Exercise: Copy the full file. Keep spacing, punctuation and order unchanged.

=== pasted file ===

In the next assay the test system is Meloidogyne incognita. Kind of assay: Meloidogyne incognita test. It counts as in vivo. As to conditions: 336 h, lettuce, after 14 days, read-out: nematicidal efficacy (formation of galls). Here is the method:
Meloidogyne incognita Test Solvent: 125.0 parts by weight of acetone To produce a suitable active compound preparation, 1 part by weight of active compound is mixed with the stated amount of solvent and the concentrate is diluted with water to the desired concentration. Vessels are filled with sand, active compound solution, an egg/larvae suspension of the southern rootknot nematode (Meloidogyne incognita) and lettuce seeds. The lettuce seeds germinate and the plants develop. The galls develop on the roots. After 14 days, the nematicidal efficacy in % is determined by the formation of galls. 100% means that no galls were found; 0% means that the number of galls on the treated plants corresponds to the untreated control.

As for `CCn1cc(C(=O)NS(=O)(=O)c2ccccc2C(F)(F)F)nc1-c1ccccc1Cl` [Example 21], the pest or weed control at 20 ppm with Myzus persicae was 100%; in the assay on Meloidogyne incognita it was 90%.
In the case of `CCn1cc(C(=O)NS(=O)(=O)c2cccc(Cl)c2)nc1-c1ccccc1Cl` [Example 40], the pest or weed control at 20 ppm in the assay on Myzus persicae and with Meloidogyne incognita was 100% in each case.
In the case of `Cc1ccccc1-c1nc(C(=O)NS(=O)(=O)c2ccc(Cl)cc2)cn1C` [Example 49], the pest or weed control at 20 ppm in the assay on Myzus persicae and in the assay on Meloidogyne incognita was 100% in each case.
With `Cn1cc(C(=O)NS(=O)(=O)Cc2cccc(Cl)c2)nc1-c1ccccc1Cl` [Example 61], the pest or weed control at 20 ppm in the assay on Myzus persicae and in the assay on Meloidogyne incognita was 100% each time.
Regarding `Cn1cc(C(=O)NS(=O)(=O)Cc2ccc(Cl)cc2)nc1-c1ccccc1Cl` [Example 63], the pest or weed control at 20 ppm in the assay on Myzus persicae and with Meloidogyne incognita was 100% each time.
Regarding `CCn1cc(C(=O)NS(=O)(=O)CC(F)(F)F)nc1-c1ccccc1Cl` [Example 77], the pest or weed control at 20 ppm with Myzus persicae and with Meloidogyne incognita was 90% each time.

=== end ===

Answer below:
In the next assay the test system is Meloidogyne incognita. Kind of assay: Meloidogyne incognita test. It counts as in vivo. As to conditions: 336 h, lettuce, after 14 days, read-out: nematicidal efficacy (formation of galls). Here is the method:
Meloidogyne incognita Test Solvent: 125.0 parts by weight of acetone To produce a suitable active compound preparation, 1 part by weight of active compound is mixed with the stated amount of solvent and the concentrate is diluted with water to the desired concentration. Vessels are filled with sand, active compound solution, an egg/larvae suspension of the southern rootknot nematode (Meloidogyne incognita) and lettuce seeds. The lettuce seeds germinate and the plants develop. The galls develop on the roots. After 14 days, the nematicidal efficacy in % is determined by the formation of galls. 100% means that no galls were found; 0% means that the number of galls on the treated plants corresponds to the untreated control.

As for `CCn1cc(C(=O)NS(=O)(=O)c2ccccc2C(F)(F)F)nc1-c1ccccc1Cl` [Example 21], the pest or weed control at 20 ppm with Myzus persicae was 100%; in the assay on Meloidogyne incognita it was 90%.
In the case of `CCn1cc(C(=O)NS(=O)(=O)c2cccc(Cl)c2)nc1-c1ccccc1Cl` [Example 40], the pest or weed control at 20 ppm in the assay on Myzus persicae and with Meloidogyne incognita was 100% in each case.
In the case of `Cc1ccccc1-c1nc(C(=O)NS(=O)(=O)c2ccc(Cl)cc2)cn1C` [Example 49], the pest or weed control at 20 ppm in the assay on Myzus persicae and in the assay on Meloidogyne incognita was 100% in each case.
With `Cn1cc(C(=O)NS(=O)(=O)Cc2cccc(Cl)c2)nc1-c1ccccc1Cl` [Example 61], the pest or weed control at 20 ppm in the assay on Myzus persicae and in the assay on Meloidogyne incognita was 100% each time.
Regarding `Cn1cc(C(=O)NS(=O)(=O)Cc2ccc(Cl)cc2)nc1-c1ccccc1Cl` [Example 63], the pest or weed control at 20 ppm in the assay on Myzus persicae and with Meloidogyne incognita was 100% each time.
Regarding `CCn1cc(C(=O)NS(=O)(=O)CC(F)(F)F)nc1-c1ccccc1Cl` [Example 77], the pest or weed control at 20 ppm with Myzus persicae and with Meloidogyne incognita was 90% each time.